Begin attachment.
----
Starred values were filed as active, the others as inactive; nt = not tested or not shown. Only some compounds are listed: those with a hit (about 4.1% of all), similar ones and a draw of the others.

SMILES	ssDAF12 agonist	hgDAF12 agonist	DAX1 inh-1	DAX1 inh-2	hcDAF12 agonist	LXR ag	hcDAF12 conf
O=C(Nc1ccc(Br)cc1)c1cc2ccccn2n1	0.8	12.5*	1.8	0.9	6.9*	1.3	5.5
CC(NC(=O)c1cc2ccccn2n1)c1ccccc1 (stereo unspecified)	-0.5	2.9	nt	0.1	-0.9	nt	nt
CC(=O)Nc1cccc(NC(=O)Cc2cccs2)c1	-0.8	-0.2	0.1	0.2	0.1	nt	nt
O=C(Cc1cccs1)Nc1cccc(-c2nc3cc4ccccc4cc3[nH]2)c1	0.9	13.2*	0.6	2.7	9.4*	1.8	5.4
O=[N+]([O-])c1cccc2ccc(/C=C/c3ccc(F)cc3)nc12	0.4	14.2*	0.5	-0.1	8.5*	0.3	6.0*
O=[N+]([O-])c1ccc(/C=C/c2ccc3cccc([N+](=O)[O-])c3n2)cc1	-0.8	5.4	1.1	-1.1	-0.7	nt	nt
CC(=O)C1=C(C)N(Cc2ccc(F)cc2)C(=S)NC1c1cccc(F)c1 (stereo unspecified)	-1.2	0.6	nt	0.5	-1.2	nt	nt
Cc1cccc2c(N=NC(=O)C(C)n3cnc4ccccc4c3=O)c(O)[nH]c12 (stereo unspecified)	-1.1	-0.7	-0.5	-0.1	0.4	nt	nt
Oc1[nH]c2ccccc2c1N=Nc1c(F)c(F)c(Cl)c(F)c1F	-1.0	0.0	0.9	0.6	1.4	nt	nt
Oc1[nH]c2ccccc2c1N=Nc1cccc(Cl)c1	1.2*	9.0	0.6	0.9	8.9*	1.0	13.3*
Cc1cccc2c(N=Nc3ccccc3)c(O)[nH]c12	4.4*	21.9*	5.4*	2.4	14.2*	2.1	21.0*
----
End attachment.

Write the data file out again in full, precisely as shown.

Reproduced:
Starred values were filed as active, the others as inactive; nt = not tested or not shown. Only some compounds are listed: those with a hit (about 4.1% of all), similar ones and a draw of the others.

SMILES	ssDAF12 agonist	hgDAF12 agonist	DAX1 inh-1	DAX1 inh-2	hcDAF12 agonist	LXR ag	hcDAF12 conf
O=C(Nc1ccc(Br)cc1)c1cc2ccccn2n1	0.8	12.5*	1.8	0.9	6.9*	1.3	5.5
CC(NC(=O)c1cc2ccccn2n1)c1ccccc1 (stereo unspecified)	-0.5	2.9	nt	0.1	-0.9	nt	nt
CC(=O)Nc1cccc(NC(=O)Cc2cccs2)c1	-0.8	-0.2	0.1	0.2	0.1	nt	nt
O=C(Cc1cccs1)Nc1cccc(-c2nc3cc4ccccc4cc3[nH]2)c1	0.9	13.2*	0.6	2.7	9.4*	1.8	5.4
O=[N+]([O-])c1cccc2ccc(/C=C/c3ccc(F)cc3)nc12	0.4	14.2*	0.5	-0.1	8.5*	0.3	6.0*
O=[N+]([O-])c1ccc(/C=C/c2ccc3cccc([N+](=O)[O-])c3n2)cc1	-0.8	5.4	1.1	-1.1	-0.7	nt	nt
CC(=O)C1=C(C)N(Cc2ccc(F)cc2)C(=S)NC1c1cccc(F)c1 (stereo unspecified)	-1.2	0.6	nt	0.5	-1.2	nt	nt
Cc1cccc2c(N=NC(=O)C(C)n3cnc4ccccc4c3=O)c(O)[nH]c12 (stereo unspecified)	-1.1	-0.7	-0.5	-0.1	0.4	nt	nt
Oc1[nH]c2ccccc2c1N=Nc1c(F)c(F)c(Cl)c(F)c1F	-1.0	0.0	0.9	0.6	1.4	nt	nt
Oc1[nH]c2ccccc2c1N=Nc1cccc(Cl)c1	1.2*	9.0	0.6	0.9	8.9*	1.0	13.3*
Cc1cccc2c(N=Nc3ccccc3)c(O)[nH]c12	4.4*	21.9*	5.4*	2.4	14.2*	2.1	21.0*